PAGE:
both the 3’ processing and strand transfer.
The relevance of the proposed pharmacophore was then tested using a small three dimensional validation database of known HIV-1 IN inhibitors, which had no overlap with the group of compounds found in the initial search. This search strongly supports for the existence of the postulated pharmacophore and in addition, it hinted at the existence of a possible second pharmacophore relevant in the binding to IN.Using the second pharmacophore in a threedimensional search of the NCI database, 10 novel structurally diverse HIV-1 IN inhibitors were found.

Case Study #2
Recently a pioneering study was published by the group of Fesik. In this work, they elegantly combined the advantage of rational design and combinatorial chemistry by a new procedure called “SAR by NMR”. In the first step of this process, a library of low molecular weight compounds is screened to identify molecules that bind to the protein. Addition of a substrate with sufficient affinity to the 15N-enriched protein in solution yields a shift of the HSQC NMR signals for all groups near to the binding site.
In the next step, once a lead is identified, analogs are screened to optimize binding to this site. Searching for a second binding site is then undertaken in either the original screen or a screen conducted in the presence of the first fragment. The second ligand is then optimized. When the two optimized fragments have been selected, their location and orientation are determined experimentally by NMR or X-ray crystallography. Finally, on the basis of this structural information, suitable linkers for the two ligands are modeled on the computer.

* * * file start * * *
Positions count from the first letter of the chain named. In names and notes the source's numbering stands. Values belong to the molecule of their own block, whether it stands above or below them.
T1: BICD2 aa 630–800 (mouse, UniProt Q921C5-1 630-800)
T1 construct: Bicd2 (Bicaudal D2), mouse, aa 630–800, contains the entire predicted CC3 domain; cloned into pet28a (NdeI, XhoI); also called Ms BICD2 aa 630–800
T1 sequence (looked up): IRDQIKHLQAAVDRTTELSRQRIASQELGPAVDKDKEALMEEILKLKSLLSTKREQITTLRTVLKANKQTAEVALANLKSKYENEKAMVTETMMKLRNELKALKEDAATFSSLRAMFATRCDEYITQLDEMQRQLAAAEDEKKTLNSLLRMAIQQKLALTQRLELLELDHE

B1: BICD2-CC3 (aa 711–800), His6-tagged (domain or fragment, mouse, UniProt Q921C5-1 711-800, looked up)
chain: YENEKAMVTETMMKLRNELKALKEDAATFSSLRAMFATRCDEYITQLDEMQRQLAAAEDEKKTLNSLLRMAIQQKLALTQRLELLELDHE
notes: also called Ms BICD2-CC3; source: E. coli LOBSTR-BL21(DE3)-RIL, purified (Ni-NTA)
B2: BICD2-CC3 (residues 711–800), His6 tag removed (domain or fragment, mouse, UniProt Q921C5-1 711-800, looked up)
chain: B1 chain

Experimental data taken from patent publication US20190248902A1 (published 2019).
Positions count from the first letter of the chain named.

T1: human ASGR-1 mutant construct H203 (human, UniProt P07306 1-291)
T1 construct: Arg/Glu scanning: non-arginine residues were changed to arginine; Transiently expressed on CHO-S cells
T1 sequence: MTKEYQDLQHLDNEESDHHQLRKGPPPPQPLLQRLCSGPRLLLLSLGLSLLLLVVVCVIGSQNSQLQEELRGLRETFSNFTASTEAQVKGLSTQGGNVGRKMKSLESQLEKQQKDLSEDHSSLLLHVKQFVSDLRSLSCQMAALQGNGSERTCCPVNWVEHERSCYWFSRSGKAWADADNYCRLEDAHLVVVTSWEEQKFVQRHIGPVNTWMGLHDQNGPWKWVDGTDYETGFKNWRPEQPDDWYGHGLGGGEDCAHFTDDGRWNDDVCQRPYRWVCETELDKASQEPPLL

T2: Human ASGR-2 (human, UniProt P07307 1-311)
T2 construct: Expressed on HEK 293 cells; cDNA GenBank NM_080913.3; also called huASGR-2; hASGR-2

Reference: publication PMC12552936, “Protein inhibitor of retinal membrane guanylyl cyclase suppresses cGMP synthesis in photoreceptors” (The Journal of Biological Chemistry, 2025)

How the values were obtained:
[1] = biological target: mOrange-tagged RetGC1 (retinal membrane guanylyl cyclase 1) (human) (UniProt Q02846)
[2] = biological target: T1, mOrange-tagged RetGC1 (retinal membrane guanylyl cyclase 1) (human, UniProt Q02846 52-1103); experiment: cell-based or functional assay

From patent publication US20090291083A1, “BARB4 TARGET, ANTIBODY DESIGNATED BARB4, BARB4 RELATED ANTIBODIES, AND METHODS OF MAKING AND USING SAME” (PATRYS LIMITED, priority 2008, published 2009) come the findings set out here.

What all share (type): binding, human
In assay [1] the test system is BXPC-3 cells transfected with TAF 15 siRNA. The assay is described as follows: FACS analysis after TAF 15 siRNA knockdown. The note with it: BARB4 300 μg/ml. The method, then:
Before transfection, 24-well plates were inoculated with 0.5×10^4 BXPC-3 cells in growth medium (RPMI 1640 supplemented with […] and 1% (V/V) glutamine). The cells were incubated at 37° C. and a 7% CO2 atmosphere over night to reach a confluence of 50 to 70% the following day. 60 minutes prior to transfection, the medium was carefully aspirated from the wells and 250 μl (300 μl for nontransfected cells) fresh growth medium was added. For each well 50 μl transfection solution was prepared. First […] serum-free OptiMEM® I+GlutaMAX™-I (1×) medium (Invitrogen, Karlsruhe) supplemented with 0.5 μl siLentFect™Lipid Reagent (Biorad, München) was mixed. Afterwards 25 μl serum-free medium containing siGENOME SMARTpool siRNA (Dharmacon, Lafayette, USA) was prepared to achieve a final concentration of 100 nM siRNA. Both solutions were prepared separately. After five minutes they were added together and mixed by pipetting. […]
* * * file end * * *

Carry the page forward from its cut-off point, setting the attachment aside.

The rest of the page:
The advantage of the Fesik approach is that one needs only weak binding for single ligands. Linking such weak binders provides not only the product of binding constants of the single substances but an additional entropic contribution which yields superactive compounds.

CADD approaches aim to increase the speed and efficiency in the drug discovery process which provides a somewhat more detailed map to the goal. The hope is that providing bit and pieces of information and by helping to coordinate the information, CADD will help to make the drug design process more rational. The many success stories of the use of CADD in the discovery of new drugs shows the utility of such analyses used in close coupling with traditional medicinal chemistry techniques.
CADD is now widely recognized as a viable alternative and complement to high-throughput screening. The search for new molecular entities has led to the construction of high quality datasets and design libraries that may be optimized for molecular diversity or similarity. On the other hand, advances in molecular docking algorithms, combined with improvements in computational infrastructure, are enabling rapid improvement in screening throughput. Propelled by increasingly powerful technology, distributed computing is gaining popularity for large-scale screening initiatives. Recent examples include the European Union funded WISDOM (World-wide In Silico Docking on Malaria) project which analyzed over 41 million malaria-relevant compounds in _1 month using 1700 computers from 15 countries, and the Chinese funded Drug Discovery Grid (DDGrid) for anti-SARS and anti-diabetes research with a calculation capacity of >1 Tflops per second. Combined with concerted efforts towards the design of more detailed physical models such as solubility and protein solvation, these advancements will, for the first time, allow the realization of the full potential of lead discovery by design.